How to Make a Paper Flower Backdrop: Part 2, Roses

Here we are at part two of making a giant paper flower backdrop like the one from the Secret Garden shower. Today it's all about the roses.

In case you missed yesterday's post, Part 1 of making the paper flower backdrop, this is what we're making:
 


You'll need the same materials as yesterday: the same roll of paper, scissors, and a glue gun.

How to Make a Paper Rose


I'm talking about these:



First, you need to make a cone for the center of the rose.
 


Cut a rectangle of paper (top left image above). Roll it into a cone (image on the right above). I left a gap at the tip, because that looked like the center of a rose, and was easy. Tape or glue the cone shape in place. Then gently squish the cone flatish (bottom left image above--don't crease it, just squish it enough to trim both sides at once) and trim an arc on the bottom. You'll be left with a perfect cone. Or perfect enough. Remember from yesterday, this project is not about perfection. As long as the cone kind of sits reasonably on a flat surface, it'll be great.

Next, cut the petals. You want shapes that are roughly teardrop shaped, and about the same height as the cone, or a little bit taller.


Then simply glue the petals around the cone. Place three petals directly on the cone. Five petals on the next layer. Seven petals on the next layer (if you want a rose that big). Once the petals are glued in place, you can gently curl the tops of the petals down, which makes the rose look even more fabulous.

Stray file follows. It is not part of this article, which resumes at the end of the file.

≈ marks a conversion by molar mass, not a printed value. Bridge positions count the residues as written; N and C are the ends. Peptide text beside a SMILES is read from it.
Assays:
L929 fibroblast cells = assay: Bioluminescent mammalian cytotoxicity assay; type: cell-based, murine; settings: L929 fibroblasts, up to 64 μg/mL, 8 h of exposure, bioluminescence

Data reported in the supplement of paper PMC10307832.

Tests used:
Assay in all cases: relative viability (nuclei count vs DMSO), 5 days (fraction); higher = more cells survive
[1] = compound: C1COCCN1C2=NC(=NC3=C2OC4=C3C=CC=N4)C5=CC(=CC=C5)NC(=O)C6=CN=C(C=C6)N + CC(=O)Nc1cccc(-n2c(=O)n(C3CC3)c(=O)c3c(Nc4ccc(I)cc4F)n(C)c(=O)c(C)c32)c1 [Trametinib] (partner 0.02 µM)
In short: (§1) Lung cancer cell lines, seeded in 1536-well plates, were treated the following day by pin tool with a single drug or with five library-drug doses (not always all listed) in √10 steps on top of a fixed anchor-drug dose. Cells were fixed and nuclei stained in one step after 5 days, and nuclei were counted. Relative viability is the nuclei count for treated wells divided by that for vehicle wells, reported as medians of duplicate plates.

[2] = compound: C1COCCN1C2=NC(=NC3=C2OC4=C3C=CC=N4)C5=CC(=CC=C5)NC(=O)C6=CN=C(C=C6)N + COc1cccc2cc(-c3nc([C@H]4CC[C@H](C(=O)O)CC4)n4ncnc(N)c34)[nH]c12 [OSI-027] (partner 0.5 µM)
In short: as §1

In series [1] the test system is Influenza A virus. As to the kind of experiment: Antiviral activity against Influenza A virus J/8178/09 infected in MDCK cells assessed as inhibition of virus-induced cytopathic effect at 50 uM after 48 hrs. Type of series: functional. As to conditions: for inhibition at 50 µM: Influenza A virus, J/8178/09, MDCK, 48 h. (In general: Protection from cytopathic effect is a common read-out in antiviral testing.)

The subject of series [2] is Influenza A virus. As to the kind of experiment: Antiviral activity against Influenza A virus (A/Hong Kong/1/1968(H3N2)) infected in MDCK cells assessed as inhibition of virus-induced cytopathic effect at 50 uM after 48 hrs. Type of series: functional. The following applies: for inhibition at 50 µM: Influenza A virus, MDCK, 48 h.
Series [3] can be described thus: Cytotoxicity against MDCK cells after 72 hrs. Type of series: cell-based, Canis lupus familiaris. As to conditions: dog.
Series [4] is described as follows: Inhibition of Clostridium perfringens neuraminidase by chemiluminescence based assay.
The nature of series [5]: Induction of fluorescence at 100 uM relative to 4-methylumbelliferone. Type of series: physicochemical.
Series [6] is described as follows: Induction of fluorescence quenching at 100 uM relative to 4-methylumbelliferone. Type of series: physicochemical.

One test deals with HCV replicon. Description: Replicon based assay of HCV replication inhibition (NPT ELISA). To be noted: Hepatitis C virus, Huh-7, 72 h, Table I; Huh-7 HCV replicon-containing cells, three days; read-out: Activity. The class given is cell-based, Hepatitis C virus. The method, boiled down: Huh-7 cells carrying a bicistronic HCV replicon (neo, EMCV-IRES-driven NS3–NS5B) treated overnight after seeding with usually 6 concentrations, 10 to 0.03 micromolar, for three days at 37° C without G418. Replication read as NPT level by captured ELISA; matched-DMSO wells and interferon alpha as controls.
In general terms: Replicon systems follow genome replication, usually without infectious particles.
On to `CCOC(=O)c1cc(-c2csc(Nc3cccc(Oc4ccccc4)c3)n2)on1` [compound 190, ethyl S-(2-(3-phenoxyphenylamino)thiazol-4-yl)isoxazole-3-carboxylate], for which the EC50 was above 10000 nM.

How to Make Spiral Roses

As much as I love the look of the regular roses, they were the most time consuming flower to make on the backdrop. The spiral roses were a great filler flower, because they were so darn simple and fast. I'm talking about these guys:
 



First, cut a circle of paper. Then cut it into a spiral. Be messy, be wobbly--that will make the petals have different lengths and give you extra texture.
 


Then just start rolling up the flower, starting on the outside of the spiral. Once it's all rolled up, a dab of glue will stick it all together. Did that make sense? If not, watch this video I found. It's great.

I want to mention one tip for making this project a lot faster: cut more than one item at a time. Cutting petals? Cut strips of paper and cut four or five at a time. They'll all be exactly the same size, and you'll be done that much more quickly. I spent about four or five hours on this project all together, but it would have been far moretediousif I'd been cutting one element at a time.

Tomorrow we'll learn how to make the last few elements of the paper flower backdrop, and will see how easy it is to put it all together.

Tutorials: 
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